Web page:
On the other hand, Ravi Chellam, executive director, Greenpeace India, said that even though there is interest in environment, for most Indian companies, it is not a priority. “On environmental issues, companies seem to prefer to focus on either their own campuses or areas immediately surrounding their locations,” he said, adding that their objectives are to reduce their carbon footprint, enable conservation of water, tree planting and in some cases setting up infrastructure for renewable energy.

As for rural development being among the top causes, Dadrawala says that last year’s drought was a reason.

While causes like slum development and veterans continue to be neglected, some causes actually saw a fall in spending from FY15. For instance, reducing inequalities as an area, which includes causes like women’s empowerment accounted for only 1.5% of the Rs6,033 crore that was spent by the top 91, while in FY15, companies spent 4.2% towards this cause.

“This is more an issue of categorization than a lack of spend as the CSR schedule seven areas (the 11 listed under the rules) are not mutually exclusive. For instance, building toilets for girls could be classified under sanitation and healthcare rather than reducing inequality. In reality, we see a pick-up in demand for women-related projects,” said Humbad.

At IT services company Tech Mahindra Ltd, 50% of all CSR capital goes into empowering women and another 10% for the disabled, said Loveleen Kacker, chief executive officer of Tech Mahindra Foundation, the CSR arm of the firm. Of its total CSR spend of Rs46.9 crore, half went into removing gender inequality.

“We believe that any development can happen in any of the areas—from nutrition to sanitation, only when women are empowered. And we feel only economic empowerment of women can bring about social empowerment,” said Kacker.

To do that, Tech Mahindra focuses on imparting vocational skills to nearly 50,000 women in 11 cities.

Interestingly, technology incubation saw more funding in FY16 than FY15 with spending nearly doubling to Rs3.2 crore, though this is less than 1% of the Rs6,033 crore that was spent on CSR in FY16.

The preferred geographical regions of spend have more or less remained the same. Maharashtra emerged as the biggest individual state beneficiary of the overall CSR corpus, with at least Rs571.40 crore being spent by 57 firms in FY16 compared to Rs671.31 crore spent by 61 firms in FY15.

With Mumbai acting as the headquarters to a majority of firms and the presence of a large number of manufacturing units across the state, Maharashtra emerges as the obvious choice for spending CSR funds.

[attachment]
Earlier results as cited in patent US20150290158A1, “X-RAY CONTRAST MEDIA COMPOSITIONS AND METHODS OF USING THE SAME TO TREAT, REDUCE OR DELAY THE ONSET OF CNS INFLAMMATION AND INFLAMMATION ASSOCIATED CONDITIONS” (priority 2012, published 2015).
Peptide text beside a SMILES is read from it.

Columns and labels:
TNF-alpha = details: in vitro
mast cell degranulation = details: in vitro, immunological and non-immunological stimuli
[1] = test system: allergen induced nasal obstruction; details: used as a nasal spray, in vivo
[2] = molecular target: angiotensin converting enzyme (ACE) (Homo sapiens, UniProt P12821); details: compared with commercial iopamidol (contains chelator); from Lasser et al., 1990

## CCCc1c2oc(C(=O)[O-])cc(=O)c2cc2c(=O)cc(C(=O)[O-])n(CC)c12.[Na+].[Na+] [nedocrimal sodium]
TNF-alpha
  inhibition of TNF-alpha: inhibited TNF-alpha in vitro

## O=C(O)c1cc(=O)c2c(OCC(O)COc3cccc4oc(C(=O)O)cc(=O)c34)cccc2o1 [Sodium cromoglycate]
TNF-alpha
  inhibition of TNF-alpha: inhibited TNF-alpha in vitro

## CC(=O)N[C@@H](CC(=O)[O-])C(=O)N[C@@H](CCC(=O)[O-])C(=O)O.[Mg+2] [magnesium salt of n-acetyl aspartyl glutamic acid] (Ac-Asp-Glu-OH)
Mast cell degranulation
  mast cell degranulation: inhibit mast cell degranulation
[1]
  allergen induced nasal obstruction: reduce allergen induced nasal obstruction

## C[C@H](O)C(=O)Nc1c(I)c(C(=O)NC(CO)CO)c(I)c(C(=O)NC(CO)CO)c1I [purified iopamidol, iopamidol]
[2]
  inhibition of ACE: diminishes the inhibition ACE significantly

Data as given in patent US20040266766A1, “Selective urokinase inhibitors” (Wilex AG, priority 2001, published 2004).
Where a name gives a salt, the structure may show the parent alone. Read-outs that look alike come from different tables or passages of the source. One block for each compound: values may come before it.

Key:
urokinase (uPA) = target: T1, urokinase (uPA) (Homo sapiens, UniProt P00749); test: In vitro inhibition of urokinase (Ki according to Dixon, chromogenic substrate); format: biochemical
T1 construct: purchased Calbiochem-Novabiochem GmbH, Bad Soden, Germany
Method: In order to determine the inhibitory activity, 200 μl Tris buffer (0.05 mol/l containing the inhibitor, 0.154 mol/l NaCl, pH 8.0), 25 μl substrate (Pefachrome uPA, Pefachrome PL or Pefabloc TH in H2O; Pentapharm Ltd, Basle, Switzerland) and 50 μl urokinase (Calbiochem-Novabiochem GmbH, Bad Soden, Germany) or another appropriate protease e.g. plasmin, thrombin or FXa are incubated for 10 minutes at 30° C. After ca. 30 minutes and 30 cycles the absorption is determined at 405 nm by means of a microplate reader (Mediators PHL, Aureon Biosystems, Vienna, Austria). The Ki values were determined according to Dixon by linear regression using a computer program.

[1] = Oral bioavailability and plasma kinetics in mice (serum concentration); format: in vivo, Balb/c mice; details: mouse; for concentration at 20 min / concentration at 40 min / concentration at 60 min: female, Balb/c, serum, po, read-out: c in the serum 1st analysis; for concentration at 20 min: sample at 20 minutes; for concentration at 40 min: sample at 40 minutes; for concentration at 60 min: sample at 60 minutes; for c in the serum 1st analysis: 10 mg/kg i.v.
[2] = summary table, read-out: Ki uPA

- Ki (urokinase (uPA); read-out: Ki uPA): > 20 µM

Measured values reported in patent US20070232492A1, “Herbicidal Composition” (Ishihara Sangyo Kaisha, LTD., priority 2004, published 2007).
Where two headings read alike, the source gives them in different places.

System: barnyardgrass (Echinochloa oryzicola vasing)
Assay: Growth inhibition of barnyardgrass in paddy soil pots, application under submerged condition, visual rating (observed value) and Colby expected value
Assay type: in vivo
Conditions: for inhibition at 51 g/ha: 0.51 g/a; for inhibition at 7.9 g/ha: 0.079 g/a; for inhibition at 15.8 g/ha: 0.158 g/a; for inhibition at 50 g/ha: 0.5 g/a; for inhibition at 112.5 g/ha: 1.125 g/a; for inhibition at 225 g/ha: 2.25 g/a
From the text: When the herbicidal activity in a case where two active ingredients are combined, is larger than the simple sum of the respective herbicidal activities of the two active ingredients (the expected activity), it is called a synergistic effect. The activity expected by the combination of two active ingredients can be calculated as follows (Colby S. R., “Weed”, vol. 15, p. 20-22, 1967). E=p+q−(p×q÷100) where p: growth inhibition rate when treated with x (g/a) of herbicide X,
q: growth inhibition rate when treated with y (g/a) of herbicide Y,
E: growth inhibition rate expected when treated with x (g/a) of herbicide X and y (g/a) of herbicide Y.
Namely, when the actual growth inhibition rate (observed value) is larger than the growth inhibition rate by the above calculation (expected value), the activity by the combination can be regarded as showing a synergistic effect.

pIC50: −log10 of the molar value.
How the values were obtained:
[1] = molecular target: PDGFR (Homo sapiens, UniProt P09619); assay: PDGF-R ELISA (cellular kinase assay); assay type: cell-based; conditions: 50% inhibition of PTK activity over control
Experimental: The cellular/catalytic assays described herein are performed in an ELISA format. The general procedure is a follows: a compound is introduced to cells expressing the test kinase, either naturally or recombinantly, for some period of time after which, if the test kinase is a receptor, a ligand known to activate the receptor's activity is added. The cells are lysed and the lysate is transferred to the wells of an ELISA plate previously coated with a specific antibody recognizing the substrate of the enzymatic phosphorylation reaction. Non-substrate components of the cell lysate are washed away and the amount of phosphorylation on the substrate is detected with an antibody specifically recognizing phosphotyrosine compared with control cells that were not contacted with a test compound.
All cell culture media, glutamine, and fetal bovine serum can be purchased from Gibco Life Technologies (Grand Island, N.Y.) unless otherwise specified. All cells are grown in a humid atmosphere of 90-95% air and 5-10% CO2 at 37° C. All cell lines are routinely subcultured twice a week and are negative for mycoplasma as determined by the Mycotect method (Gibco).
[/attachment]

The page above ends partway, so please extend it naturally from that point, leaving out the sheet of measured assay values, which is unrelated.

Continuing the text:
“It is part of our policy to invest CSR funds in geographies in close proximity to our area of operation,” said Vinod Kulkarni, head of CSR at Tata Motors Ltd. The firm spent Rs20.57 crore in FY16, of which around 70% is earmarked to be spent in a 20km radius around Tata Motors plants and areas of operations. “It amplifies the outcomes and impact,” he added.

The reasons for firms to select geographies close to manufacturing plants or areas of work are valid but this leads to an imbalance in the division of CSR funding, said Arun Nagpal, co-founder of Mrida Group, a social business venture specializing in implementing CSR projects.

Apart from Maharashtra, the data also showed that CSR capital is concentrated in states that are already economically more developed than others, with 44 firms spending money in Tamil Nadu, 34 in Gujarat, 26 in Andhra Pradesh, 36 in Rajasthan and 40 in Karnataka. These states are among those with the highest gross state domestic product. Among the north-eastern states, Assam saw an increase in CSR investments with a total of Rs19.8 crore being spent on 28 projects by 15 firms. Other states such as Meghalaya, Manipur, Mizoram, Sikkim and Tripura saw negligible investments.

However, it is important to note that these are not clear-cut indicators of the rise or decline of investments in individual states as annual CSR reports do not always list individual CSR projects by location. In order to simplify, NextGen used some assumptions—projects with CSR spends in multiple states have not been considered for the calculation of ‘CSR spend across states’ and ‘number of projects across states’.